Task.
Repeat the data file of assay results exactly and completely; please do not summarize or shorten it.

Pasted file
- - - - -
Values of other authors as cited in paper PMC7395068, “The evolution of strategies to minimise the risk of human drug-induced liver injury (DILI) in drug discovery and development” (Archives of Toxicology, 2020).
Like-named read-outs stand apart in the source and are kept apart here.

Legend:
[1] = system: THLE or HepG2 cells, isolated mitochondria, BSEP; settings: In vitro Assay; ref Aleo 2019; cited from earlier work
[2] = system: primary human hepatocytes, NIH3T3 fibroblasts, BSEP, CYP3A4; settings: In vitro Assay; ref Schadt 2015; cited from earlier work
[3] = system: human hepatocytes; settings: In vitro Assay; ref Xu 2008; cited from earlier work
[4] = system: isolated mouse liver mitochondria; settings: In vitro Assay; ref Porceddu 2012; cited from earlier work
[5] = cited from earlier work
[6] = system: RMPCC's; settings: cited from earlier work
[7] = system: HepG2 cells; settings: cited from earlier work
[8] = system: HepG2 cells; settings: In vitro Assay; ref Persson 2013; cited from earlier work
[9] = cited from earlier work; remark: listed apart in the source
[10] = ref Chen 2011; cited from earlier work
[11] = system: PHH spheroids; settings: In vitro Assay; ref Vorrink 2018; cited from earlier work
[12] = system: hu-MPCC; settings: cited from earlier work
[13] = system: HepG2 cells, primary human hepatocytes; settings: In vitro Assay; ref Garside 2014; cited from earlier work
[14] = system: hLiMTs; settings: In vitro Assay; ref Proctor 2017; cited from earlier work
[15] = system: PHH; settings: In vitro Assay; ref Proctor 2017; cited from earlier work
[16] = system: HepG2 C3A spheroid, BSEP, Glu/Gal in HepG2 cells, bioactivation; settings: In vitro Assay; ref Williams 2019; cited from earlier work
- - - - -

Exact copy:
Values of other authors as cited in paper PMC7395068, “The evolution of strategies to minimise the risk of human drug-induced liver injury (DILI) in drug discovery and development” (Archives of Toxicology, 2020).
Like-named read-outs stand apart in the source and are kept apart here.

Legend:
[1] = system: THLE or HepG2 cells, isolated mitochondria, BSEP; settings: In vitro Assay; ref Aleo 2019; cited from earlier work
[2] = system: primary human hepatocytes, NIH3T3 fibroblasts, BSEP, CYP3A4; settings: In vitro Assay; ref Schadt 2015; cited from earlier work
[3] = system: human hepatocytes; settings: In vitro Assay; ref Xu 2008; cited from earlier work
[4] = system: isolated mouse liver mitochondria; settings: In vitro Assay; ref Porceddu 2012; cited from earlier work
[5] = cited from earlier work
[6] = system: RMPCC's; settings: cited from earlier work
[7] = system: HepG2 cells; settings: cited from earlier work
[8] = system: HepG2 cells; settings: In vitro Assay; ref Persson 2013; cited from earlier work
[9] = cited from earlier work; remark: listed apart in the source
[10] = ref Chen 2011; cited from earlier work
[11] = system: PHH spheroids; settings: In vitro Assay; ref Vorrink 2018; cited from earlier work
[12] = system: hu-MPCC; settings: cited from earlier work
[13] = system: HepG2 cells, primary human hepatocytes; settings: In vitro Assay; ref Garside 2014; cited from earlier work
[14] = system: hLiMTs; settings: In vitro Assay; ref Proctor 2017; cited from earlier work
[15] = system: PHH; settings: In vitro Assay; ref Proctor 2017; cited from earlier work
[16] = system: HepG2 C3A spheroid, BSEP, Glu/Gal in HepG2 cells, bioactivation; settings: In vitro Assay; ref Williams 2019; cited from earlier work